Skip to main content

The 3 Laws of Clown Nose

Agile Games conference is a laboratory of  experiential experimental education - also know by the name learning.

Having supplied the clown noses to the conference for a few years now, I'm setting down the laws - the behaviors one can commonly observe in correlation to the clown nose phenomenon.

The  (3)  Laws of Clown Nose

1- Clown Nose has Inertia, people desire for our clown nose (culture) to remain the same, to stay consistent - why?  I feel it's because "fitting in", that desire that many of us have is going to be easier if the cultural expectations remain constant.

2 - Once applied - one does not discuss Clown Nose.  This law comes from deep within the Matrix, "there is no spoon" - not from Fight Club. [ hat tip to Richard Kasperowski ]

3 - Clown Nose results in oppositional forces to unique and challenging behaviors.  Not always equal and opposite as in physics, yet the stronger the clown nose (cultural norm), the more equal - your results may vary.



Newton did very well with his 3 Laws of Motion. 1) principle of Inertia, 2) equating net force to mass multiples of acceleration,  and 3) action always has a reaction (they only arrive in pairs).


It is that 3rd law of Clown Nose that is so very interesting...

Try it some time, and feel the forces.  This experience will be great for you, it is a social experiment that requires no IRB and in America should be protected by our constitution - yet it isn't ...

Let's debrief this experience ... use the comments...

Spoiler Alert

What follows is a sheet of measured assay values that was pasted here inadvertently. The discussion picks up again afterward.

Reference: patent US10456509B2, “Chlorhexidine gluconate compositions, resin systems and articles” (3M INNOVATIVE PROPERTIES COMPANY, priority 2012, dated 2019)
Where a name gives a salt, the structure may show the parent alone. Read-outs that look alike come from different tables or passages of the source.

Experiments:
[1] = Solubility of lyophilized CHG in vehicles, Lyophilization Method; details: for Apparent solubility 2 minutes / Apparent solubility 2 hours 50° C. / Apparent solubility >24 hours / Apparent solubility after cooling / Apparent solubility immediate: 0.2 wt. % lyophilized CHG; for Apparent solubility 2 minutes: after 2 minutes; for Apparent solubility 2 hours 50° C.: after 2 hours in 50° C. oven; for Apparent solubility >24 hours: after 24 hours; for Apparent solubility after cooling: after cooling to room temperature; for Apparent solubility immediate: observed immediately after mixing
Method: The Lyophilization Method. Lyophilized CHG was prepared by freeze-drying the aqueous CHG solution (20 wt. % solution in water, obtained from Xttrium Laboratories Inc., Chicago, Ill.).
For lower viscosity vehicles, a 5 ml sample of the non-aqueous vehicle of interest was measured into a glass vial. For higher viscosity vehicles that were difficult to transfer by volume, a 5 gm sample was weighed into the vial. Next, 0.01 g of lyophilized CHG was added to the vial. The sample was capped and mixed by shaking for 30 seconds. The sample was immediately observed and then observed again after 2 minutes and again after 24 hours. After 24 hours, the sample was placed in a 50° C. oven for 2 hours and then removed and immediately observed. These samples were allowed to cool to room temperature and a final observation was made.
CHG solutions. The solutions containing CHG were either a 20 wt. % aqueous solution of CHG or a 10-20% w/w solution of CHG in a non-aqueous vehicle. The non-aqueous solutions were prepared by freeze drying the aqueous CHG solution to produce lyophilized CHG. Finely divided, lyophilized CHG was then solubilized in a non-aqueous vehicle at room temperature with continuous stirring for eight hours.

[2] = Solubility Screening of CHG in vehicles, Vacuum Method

I've classified reactions as:
suppression - subject will not recognize observation, except thru involuntary behavior (disdain)
acceptance - subject will acknowledge and embrace and may exhibit desire to be included

With just these couple of reaction buckets... one could measure the diversity and inclusion aptitude of your organization.  Want to give Clown Nose a test?

Comments

Most Popular on Agile Complexification Inverter

David's notes on "Drive"

- "The Surprising Truth about what Motivates Us" by Dan Pink.

Amazon book order
What I notice first and really like is the subtle implication in the shadow of the "i" in Drive is a person taking one step in a running motion.  This brings to mind the old saying - "there is no I in TEAM".  There is however a ME in TEAM, and there is an I in DRIVE.  And when one talks about motivating a team or an individual - it all starts with - what's in it for me.

Introduction

Pink starts with an early experiment with monkeys on problem solving.  Seems the monkeys were much better problem solver's than the scientist thought they should be.  This 1949 experiment is explained as the early understanding of motivation.  At the time there were two main drivers of motivation:  biological & external influences.  Harry F. Harlow defines the third drive in a novel theory:  "The performance of the task provided intrinsic reward" (p 3).  This is Dan Pink's M…

Exercise:: Definition of Ready & Done

Assuming you are on a Scrum/Agile software development team, then one of the first 'working agreements' you have created with your team is a 'Definition of Done' - right?



Oh - you don't have a definition of what aspects a user story that is done will exhibit. Well then, you need to create a list of attributes of a done story. One way to do this would be to Google 'definition of done' ... here let me do that for you: http://tinyurl.com/3br9o6n. Then you could just use someone else's definition - there DONE!